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ipakg_storyScholars at Ivy Preparatory Academy Kirkwood School for Girls are settling into the routine of classes and homework after completing a successful first week of school.

Last week, the girls’ school welcomed 450 scholars to campus for the new academic year. Enrollment increased by about 30 percent as as parents seeking single-gender classrooms and high quality school options chose IPA for their children.

IPA Kirkwood School for Girls parent Tenece Mack of Lithonia said her first grader couldn’t wait to get the school year started. Mack enrolled her daughter, Telia Ballard, as a kindergartner after a friend recommended IPA.

“Her kindergarten teacher was very skilled,” Mack said. “She was very hands-on with my daughter. That is hard to find. It is one of the reasons why I decided to bring her back this school year.”

The Kirkwood School for Girls offers elementary, middle, and high school scholars a challenging curriculum and a supportive environment that helps girls to develop intellectually and emotionally.

“The thing you get at Ivy Prep Kirkwood is love and understanding,” said Kendra Shipmon, principal of IPA Kirkwood. “You are not just one of 1,000 girls. Your teachers know your name. Your principal knows your name. For girls, working in a nurturing environment helps them to cultivate their talents and their gifts.”

Sixth grader Sydney Mitchell said she has been making a lot of new friends at Ivy Prep Kirkwood since classes began. She chose the school so that she can focus on the future.

“I like that they are professional,” Mitchell said. “They have standards that prepare you for college.”

Click here for a profile on Sherry Miller, Assistant Principal.

Click here for a profile on Sherry Miller, Assistant Principal.

To keep up with the growing enrollment, new kindergarten, fifth, and sixth grade classrooms were added this school year. Additional staff also was hired. New academic programs will challenge students to explore math and science careers. Scholars also will participate in a leadership conference and learn how to launch their own businesses.

“We are looking forward to a wonderful school year full of rigor and engaging lessons for scholars,” Shipmon said. “We will also have fun with our students. Classes will use more technology and hands-on activities. Our scholars will participate in special activities that help them learn more about themselves, their interests, and each other.”

Teachers will receive more support to hone their craft. A new instructional coach, Pelita Meredith, was hired to help teachers reach struggling students and challenge those in need of enrichment.

She will work in the elementary and middle school.

“The instructional coach will focus on improving student achievement by supporting teachers through modeling lesson plans, observing their classrooms, and giving them feedback,” said Sherry Miller, assistant principal of IPA Kirkwood. “They will help teachers analyze weekly assessments to identify gaps in learning.”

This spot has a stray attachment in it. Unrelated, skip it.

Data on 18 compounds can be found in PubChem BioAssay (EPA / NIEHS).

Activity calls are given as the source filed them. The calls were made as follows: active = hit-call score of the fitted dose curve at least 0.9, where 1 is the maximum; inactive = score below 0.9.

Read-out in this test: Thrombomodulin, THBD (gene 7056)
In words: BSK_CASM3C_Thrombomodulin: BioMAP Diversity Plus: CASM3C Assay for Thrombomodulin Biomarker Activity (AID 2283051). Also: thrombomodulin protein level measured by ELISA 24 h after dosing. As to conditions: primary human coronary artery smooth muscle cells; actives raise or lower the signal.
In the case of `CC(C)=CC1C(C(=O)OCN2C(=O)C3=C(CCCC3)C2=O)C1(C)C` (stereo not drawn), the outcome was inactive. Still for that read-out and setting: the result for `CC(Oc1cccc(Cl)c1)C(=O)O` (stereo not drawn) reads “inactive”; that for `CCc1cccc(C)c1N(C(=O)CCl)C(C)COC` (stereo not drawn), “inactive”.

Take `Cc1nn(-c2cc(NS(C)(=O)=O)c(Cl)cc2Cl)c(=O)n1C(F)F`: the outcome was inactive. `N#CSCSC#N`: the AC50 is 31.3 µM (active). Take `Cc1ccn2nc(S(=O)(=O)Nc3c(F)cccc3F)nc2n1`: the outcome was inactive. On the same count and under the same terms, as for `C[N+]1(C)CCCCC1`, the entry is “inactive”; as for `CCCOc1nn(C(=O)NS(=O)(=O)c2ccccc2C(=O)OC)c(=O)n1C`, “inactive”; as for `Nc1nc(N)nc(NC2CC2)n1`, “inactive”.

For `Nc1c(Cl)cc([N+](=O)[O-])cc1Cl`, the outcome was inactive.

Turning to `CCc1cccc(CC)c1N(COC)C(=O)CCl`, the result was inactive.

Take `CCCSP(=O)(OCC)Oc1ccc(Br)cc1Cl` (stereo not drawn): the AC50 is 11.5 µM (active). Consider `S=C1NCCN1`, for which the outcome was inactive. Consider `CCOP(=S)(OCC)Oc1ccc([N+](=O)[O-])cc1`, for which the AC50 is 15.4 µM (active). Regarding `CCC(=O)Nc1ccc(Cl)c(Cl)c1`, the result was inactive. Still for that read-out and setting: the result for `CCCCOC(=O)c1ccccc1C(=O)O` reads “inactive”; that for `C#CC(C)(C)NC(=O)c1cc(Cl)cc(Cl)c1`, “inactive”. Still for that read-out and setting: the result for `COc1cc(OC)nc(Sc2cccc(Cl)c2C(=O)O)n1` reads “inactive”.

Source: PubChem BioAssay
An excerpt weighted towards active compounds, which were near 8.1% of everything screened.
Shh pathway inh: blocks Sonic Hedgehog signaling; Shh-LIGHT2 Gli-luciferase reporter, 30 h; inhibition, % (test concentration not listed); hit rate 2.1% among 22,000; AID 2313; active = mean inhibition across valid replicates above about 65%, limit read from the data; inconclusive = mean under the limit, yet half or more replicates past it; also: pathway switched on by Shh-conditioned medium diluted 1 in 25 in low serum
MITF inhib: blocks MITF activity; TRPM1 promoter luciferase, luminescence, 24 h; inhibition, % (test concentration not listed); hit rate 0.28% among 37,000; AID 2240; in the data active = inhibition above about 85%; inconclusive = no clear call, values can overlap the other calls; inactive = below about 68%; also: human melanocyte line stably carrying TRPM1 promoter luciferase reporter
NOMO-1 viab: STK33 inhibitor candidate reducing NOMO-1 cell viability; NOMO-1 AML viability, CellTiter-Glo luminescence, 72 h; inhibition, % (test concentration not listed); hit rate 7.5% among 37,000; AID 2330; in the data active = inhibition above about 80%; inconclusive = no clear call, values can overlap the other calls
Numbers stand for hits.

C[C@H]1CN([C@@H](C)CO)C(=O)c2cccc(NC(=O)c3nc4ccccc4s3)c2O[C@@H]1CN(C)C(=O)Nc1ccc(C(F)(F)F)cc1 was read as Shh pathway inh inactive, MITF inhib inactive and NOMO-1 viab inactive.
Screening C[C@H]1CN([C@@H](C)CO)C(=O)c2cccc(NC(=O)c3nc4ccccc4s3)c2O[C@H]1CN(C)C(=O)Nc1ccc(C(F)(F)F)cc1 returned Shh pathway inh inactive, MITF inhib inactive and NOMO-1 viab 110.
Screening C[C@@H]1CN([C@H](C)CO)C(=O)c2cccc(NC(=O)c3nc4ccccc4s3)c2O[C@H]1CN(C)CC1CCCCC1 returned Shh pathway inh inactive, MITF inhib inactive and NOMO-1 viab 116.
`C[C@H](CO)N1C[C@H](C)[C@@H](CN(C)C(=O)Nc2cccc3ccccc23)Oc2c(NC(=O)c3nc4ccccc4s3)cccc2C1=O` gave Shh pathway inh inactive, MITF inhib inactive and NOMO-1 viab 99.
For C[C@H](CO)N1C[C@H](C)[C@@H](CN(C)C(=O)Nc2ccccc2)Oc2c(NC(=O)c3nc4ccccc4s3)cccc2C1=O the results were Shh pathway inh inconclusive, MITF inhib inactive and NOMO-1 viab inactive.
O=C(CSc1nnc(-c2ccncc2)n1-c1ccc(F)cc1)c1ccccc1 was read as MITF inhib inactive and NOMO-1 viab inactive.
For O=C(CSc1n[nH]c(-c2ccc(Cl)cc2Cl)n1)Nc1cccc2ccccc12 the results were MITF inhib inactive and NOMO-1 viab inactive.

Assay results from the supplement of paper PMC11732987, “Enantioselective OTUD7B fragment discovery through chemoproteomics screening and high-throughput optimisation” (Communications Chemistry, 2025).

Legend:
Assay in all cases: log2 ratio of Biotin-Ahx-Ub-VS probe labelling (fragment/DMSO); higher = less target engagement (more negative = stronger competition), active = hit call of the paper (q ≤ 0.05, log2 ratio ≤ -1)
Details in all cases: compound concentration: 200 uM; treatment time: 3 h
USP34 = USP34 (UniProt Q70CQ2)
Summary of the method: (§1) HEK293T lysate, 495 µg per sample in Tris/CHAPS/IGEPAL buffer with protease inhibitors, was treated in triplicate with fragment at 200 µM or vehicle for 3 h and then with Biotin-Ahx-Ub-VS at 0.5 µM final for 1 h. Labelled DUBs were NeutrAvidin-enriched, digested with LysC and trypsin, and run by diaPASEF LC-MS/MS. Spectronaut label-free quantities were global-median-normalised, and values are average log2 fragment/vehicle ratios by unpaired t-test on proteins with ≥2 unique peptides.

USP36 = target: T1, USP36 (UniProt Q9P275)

IPA Kirkwood will continue working toward its certification as a Science, Technology, Engineering, and Mathematics-focused charter school. Last year, the school received a grant to offer more science and arts classes after school. Now, classes during the school day will feature more STEM content.

“We want to be the first STEM-certified charter school for girls in Georgia,” Shipmon said.

Miller said the STEM program is a “great opportunity” to expose scholars to science and math careers. “The number of women working in science and math roles in our society is very slim.”

Click here for a profile on girls' principal Kendra Shipmon.

Click here for a profile on girls’ principal Kendra Shipmon.

According to a recent study by the American Association of University Women, the percentage of computing jobs held by women has actually fallen over the past 23 years.

In 2013, just 26 percent of computing jobs in the U.S. were held by women, down from 35 percent in 1990, research shows.
Math and science are among Kayla Dean’s favorite subjects. The sixth grader said she believes that Ivy Prep will give her a strong academic foundation that will challenge her in her favorite subjects and groom her to become a leader. She wants to run her own business one day.

“I have a lot I want to do,” Dean added. “I want to be a teacher, a purse designer, a bookstore owner…”

Shipmon said IPA Kirkwood will plan a youth conference to empower girls to be more confident at school and in life. The event, which will be open to the public, will include seminars on leadership development and entrepreneurship.

IPA schools have extended days, an extended year, and a challenging college preparatory curriculum. The mission of IPA schools is to provide a high quality education within a structured and supportive environment that prepares scholars to enter and succeed in the colleges and universities of their choice.

IPA schools have a total enrollment of about 1,300 scholars this year. The growing enrollment was bolstered by a boundary expansion approved by the state last spring.

Under IPA’s new boundaries, students who are eligible to attend Fulton or DeKalb County Schools can now enroll at Ivy Prep Gwinnett, which is located at 3705 Engineering Drive in Peachtree Corners. Students who are eligible to attend Atlanta Public Schools or DeKalb County Schools can enroll in IPA Kirkwood School for Girls or Ivy Prep Young Mean’s Leadership Academy, both of which are located at 1807 Memorial Drive in Atlanta.

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